13 AUGUST 2007
THIS MONTH'S i REPORT FEATURE
P C I J I N V E S T I G A T I O N — ARROYO'S LEGACY MAY INCLUDE MOTHER MOTHERS PUT AT RISK
NO BUYING OF ARTIFICIAL CONTRACEPTIVES
In 2004, DOH even awarded P50 million to the religious group Couples for Christ to fund a government program called Responsible Parenthood-Natural Family Planning (RP-NFP). According to its own website, the CFC considers sex education, contraception, sterilization, in vitro fertilization, and population control as “anti-life.”
Couples for Christ was one of the first groups to mobilize its members during Edsa II, which resulted in the ouster of then President Joseph Estrada and Arroyo’s ascension to power. In a June 2004 report to then Health Secretary Manuel Dayrit to cover the first tranche of the money, CFC said it used the fund to conduct almost a hundred lectures on natural family planning, “chastity education” campus tours, and media and public relations expenses.
Lawyer Rhodora Roy Raterta, executive director of the Family Planning Organization of the Philippines (FPOP), says the deal violated the principle of separation of church and state, “as the CFC is known to have links with the Catholic Church.” But what made it worse, she says, were reports that CFC also used its trainings to denounce artificial contraception.
“The bottom line is, it’s wrong,” says Raterta. She also says that funding natural family planning alone violates the Constitutional provision that says the government will protect the right of spouses to found a family in accordance with their personal religious convictions.
Then Senator Luisa Ejercito, Estrada’s wife, was so incensed by the agreement between the DOH and the CFC that she filed a resolution demanding an investigation into its legality. She said the P50-million deal should have gone through bidding, like all other government contracts.
But health experts are also unhappy over CFC’s claims regarding the efficacy of natural family planning (NFP). Melgar says CFC does not tell its clients that “going natural” has a high failure rate of seven per 100 cases.
In a 1995 study by four experts led by Haishan Fu for the Alan Guttmacher Institute, abstinence, the core of natural family planning, was found to have a 22-percent failure rate while withdrawal had 26 percent. (The Standard Days Method, which the Church promotes, requires abstinence of up to 12 days.)
In comparison, says the study, implant and injectables have the lowest failure rates (two to four percent), followed by the pill (nine percent), the diaphragm and the cervical cap (13 percent), and the male condom (15 percent).
“It’s okay if women choose natural family planning methods,” says Melgar, who is Catholic. “But they should be advised that they could get pregnant, that it has a very high failure rate.”
Yet the CFC, in a letter to its members in October 2004 stated, “NFP is the most reliable, with 99-percent efficacy rate, proven in more than 100 countries and no side effects, except greater marital love and joy.”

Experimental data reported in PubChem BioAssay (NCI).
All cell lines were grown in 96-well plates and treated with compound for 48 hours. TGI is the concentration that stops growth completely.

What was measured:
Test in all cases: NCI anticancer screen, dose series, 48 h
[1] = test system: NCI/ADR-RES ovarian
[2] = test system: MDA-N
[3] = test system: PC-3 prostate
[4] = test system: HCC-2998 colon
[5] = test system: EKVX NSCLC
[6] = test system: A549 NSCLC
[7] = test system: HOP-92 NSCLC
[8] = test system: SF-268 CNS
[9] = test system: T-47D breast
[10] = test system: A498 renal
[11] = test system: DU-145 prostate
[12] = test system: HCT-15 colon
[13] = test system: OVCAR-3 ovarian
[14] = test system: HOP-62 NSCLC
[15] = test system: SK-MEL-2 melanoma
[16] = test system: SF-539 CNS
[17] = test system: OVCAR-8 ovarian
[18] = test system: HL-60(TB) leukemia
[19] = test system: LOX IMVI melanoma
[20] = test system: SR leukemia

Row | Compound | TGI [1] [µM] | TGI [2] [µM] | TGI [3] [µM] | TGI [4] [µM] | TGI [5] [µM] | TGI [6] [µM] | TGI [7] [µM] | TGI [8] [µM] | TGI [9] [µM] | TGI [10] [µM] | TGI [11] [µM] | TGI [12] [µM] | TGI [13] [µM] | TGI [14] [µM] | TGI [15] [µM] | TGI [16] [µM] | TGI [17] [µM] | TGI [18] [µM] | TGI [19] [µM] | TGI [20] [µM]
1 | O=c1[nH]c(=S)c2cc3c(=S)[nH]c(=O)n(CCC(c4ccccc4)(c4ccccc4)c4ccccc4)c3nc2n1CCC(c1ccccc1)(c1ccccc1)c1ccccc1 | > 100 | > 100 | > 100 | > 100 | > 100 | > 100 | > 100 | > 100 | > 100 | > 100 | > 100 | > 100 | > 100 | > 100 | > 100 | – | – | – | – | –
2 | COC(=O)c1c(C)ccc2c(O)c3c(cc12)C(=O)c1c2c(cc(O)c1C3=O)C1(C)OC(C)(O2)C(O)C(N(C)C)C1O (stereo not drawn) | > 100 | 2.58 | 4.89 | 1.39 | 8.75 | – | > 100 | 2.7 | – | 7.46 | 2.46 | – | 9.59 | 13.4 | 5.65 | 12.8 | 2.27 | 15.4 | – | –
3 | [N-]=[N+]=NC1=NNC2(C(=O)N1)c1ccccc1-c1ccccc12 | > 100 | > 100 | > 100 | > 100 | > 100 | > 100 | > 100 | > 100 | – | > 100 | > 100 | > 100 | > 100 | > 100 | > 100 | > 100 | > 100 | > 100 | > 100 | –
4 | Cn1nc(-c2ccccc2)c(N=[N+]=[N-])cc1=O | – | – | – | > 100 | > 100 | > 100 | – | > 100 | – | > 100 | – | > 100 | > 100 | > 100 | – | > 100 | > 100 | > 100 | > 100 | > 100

As a state agency with almost four decades of experience, Popcom has built a strong network in all provinces, which could effectively reach all households, given enough funding and support. But Popcom has found itself unable to provide the whole array of options it used to offer women. In keeping with Arroyo’s ban on modern methods, its trainings are now limited to explaining women’s fertile periods and the natural methods of contraception. No lessons on artificial means are taught; should a woman ask for these, she is “referred to health centers,” says Popcom chief Osias.
What frustrates women’s rights advocates is the lack of a written, official government policy directive on the ban on contraceptives. This would have afforded them the right to question the policy in the courts. “Our problem is that our hands are tied,” says Likhaan’s Melgar. “There’s no executive order and it’s all verbal. GMA says ‘I am not funding,’ and it becomes the law.”
Arroyo’s political accommodations in favor of the Catholic Church are also clear and out in the open, leaving even career government officials in fear of losing their jobs should they go against the anti-contraceptives policy.
Thus, they have kept their mouths shut even as the likes of Padilla were named to the Popcom. Padilla is also one of the commissioners of the National Commission on the Role of Filipino Women (NCRFW). (Weeks of efforts to interview her for this piece proved difficult, however, as no one at CFC, Popcom, and NCRFW seemed to know how to get in touch with her.)
Five years ago, Arroyo also appointed Jose Sandejas, who has a doctorate in materials engineering, as presidential adviser on family matters. Sandejas, aside from being a close adviser of Archbishop Paciano Aniceto of Pampanga, has been a trustee of Pro-Life Philippines since 1987. In 2006, he was also named commissioner of Popcom.
Sandejas says that for 37 years, the country pushed artificial contraception, which he says only benefited big pharmaceutical companies. He says that by promoting just the natural methods, the Arroyo government is merely trying to balance the equation. “The pharmaceutical companies make a lot of profit,” he says, “let them push it (artificial contraceptives).”
“It’s really the work of the devil,” he says of artificial contraceptives. “The devil’s main strategy is to create divorce, contraception, homosexuality. The enemy is really winning out so much.”
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